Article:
Spot the difference
Oracel Team USA completed a first full day of two-boat testing today in San Francisco. Both of the team’s AC72 racing yachts spent the morning running through various tests and boat set-ups as they maneuvered around the San Francisco Bay.
“It was the best day of the campaign,” said skipper Jimmy Spithill. “It has taken a lot of work and a lot of energy to get two full crews up to this level, to operationally get to this level, to launch and have two boats ready to go. A lot of credit goes to the shore and build teams.
“Now, we have two competitive boats,” Spithill continued. “That’s a good position to be in as you never know what’s around the corner. For us to have two boats, with two race wings, and have a lot of depth in our sailing team, it certainly gives us a chance to produce more boat speed. And, from a racing point of view, it allows us to really learn the race track and build a playbook.”
Spithill took the helm of one AC72 while Ben Ainslie was behind the wheel of the other AC72. Two full crews – 22 sailors combined – were onboard for the morning session. Following testing, one boat returned to the base while the other spent time on the race course.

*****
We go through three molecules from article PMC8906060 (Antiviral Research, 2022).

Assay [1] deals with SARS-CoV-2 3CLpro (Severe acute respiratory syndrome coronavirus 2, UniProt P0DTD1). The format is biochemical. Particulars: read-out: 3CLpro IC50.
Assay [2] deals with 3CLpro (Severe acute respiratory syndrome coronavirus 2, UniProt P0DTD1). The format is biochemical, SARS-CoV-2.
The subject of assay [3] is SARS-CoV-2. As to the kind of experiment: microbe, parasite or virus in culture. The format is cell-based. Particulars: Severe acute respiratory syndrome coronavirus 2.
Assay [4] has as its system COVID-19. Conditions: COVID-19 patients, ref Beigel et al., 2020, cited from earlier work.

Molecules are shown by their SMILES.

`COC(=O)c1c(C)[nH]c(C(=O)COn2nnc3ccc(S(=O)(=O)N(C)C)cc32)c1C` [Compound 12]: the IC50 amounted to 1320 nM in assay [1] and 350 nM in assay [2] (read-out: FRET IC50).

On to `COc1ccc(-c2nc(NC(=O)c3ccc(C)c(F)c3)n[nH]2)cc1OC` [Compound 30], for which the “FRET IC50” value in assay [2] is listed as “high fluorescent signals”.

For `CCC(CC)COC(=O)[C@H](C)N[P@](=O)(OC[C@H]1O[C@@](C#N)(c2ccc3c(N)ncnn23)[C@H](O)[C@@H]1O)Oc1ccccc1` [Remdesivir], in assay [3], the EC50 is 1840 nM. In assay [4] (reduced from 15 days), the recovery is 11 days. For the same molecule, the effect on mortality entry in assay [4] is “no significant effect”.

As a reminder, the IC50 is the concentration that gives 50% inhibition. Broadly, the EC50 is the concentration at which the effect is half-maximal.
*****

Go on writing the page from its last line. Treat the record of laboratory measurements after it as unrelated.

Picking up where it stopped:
“It was a big day for the team, and exciting in many ways to have two AC72s out on the Bay,” Ainslie said. “It was foggy at the beginning – it was a bit eerie as we were sailing together and at one point you couldn’t see the other boat. But, the fog cleared and we had some fantastic conditions. We learned a huge amount.”
Through two-boat training, the crews run through a list of tests between the boats – from different sails to different mode settings. While several tests were accomplished today, the team will continue the two-boat program as conditions allow while keeping both boats maintained.
“While the other teams are worrying about rules minutiae, we are getting ready to race,” said CEO Russell Coutts.
Oracle Team USA re-launched its first boat in February, while the second AC72 was launched at the end of April. Training on both boats have alternated independently since both have been on the water.
With the Louis Vuitton Cup technically starting on 7 July, the America's Cup defender has two extra months of preparation, in the run the up to the America's Cup itself, starting on 7 September.
“One-boat testing is very difficult. And, when you try to do it in San Francisco – a dynamic place where the currents are always changing, the winds are shifting, the gradients different – its very tough. With two boats you have a benchmark and you can see the changes you make,” Spithill said. “Today was a very good day and has given us all a lot of confidence. There’s been a weight lifted off our shoulders, as we know we can go two-boat sailing. I think it will definitely make us stronger as a team, and more importantly, faster.”